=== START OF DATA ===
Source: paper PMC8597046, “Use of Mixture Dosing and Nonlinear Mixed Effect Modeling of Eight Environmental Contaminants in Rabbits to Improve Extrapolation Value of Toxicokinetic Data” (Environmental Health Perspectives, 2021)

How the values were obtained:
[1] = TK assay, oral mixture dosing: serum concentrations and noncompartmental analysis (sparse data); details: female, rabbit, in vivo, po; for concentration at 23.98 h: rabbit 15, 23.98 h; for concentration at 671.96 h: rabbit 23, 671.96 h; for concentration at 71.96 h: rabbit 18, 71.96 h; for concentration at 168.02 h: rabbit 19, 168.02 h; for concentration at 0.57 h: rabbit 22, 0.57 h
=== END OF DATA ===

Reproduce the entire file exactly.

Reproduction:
Source: paper PMC8597046, “Use of Mixture Dosing and Nonlinear Mixed Effect Modeling of Eight Environmental Contaminants in Rabbits to Improve Extrapolation Value of Toxicokinetic Data” (Environmental Health Perspectives, 2021)

How the values were obtained:
[1] = TK assay, oral mixture dosing: serum concentrations and noncompartmental analysis (sparse data); details: female, rabbit, in vivo, po; for concentration at 23.98 h: rabbit 15, 23.98 h; for concentration at 671.96 h: rabbit 23, 671.96 h; for concentration at 71.96 h: rabbit 18, 71.96 h; for concentration at 168.02 h: rabbit 19, 168.02 h; for concentration at 0.57 h: rabbit 22, 0.57 h